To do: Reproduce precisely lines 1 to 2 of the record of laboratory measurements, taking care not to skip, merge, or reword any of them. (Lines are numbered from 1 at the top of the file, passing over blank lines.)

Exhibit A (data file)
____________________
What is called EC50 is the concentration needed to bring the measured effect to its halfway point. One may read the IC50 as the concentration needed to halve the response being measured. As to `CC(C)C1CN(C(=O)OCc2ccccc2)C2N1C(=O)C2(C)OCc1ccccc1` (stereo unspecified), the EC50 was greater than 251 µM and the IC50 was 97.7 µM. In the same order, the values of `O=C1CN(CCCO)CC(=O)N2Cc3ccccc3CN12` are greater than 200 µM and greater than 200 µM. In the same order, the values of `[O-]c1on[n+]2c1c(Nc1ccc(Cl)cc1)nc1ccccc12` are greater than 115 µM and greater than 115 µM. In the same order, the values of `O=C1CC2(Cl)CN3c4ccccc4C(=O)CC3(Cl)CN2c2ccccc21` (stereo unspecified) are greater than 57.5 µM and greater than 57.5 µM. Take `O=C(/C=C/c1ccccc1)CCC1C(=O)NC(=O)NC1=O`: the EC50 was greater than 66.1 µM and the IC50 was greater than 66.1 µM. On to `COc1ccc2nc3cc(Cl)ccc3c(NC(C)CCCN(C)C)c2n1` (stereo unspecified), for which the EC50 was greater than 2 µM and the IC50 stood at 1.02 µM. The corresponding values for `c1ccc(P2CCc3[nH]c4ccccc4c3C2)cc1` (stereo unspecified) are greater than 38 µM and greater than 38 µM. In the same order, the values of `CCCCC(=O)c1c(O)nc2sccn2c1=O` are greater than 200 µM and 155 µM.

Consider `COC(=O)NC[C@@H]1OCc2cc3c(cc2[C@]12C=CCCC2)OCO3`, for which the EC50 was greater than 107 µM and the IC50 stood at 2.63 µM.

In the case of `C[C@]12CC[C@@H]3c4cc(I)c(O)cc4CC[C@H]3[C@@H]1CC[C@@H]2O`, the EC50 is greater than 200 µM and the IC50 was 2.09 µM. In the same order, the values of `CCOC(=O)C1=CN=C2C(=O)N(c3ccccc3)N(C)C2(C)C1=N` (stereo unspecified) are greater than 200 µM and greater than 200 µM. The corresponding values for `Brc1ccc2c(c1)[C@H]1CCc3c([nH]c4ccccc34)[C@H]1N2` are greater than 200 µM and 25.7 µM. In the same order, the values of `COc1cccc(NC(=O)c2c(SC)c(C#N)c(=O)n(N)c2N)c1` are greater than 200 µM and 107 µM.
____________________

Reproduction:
What is called EC50 is the concentration needed to bring the measured effect to its halfway point. One may read the IC50 as the concentration needed to halve the response being measured. As to `CC(C)C1CN(C(=O)OCc2ccccc2)C2N1C(=O)C2(C)OCc1ccccc1` (stereo unspecified), the EC50 was greater than 251 µM and the IC50 was 97.7 µM. In the same order, the values of `O=C1CN(CCCO)CC(=O)N2Cc3ccccc3CN12` are greater than 200 µM and greater than 200 µM. In the same order, the values of `[O-]c1on[n+]2c1c(Nc1ccc(Cl)cc1)nc1ccccc12` are greater than 115 µM and greater than 115 µM. In the same order, the values of `O=C1CC2(Cl)CN3c4ccccc4C(=O)CC3(Cl)CN2c2ccccc21` (stereo unspecified) are greater than 57.5 µM and greater than 57.5 µM. Take `O=C(/C=C/c1ccccc1)CCC1C(=O)NC(=O)NC1=O`: the EC50 was greater than 66.1 µM and the IC50 was greater than 66.1 µM. On to `COc1ccc2nc3cc(Cl)ccc3c(NC(C)CCCN(C)C)c2n1` (stereo unspecified), for which the EC50 was greater than 2 µM and the IC50 stood at 1.02 µM. The corresponding values for `c1ccc(P2CCc3[nH]c4ccccc4c3C2)cc1` (stereo unspecified) are greater than 38 µM and greater than 38 µM. In the same order, the values of `CCCCC(=O)c1c(O)nc2sccn2c1=O` are greater than 200 µM and 155 µM.

Consider `COC(=O)NC[C@@H]1OCc2cc3c(cc2[C@]12C=CCCC2)OCO3`, for which the EC50 was greater than 107 µM and the IC50 stood at 2.63 µM.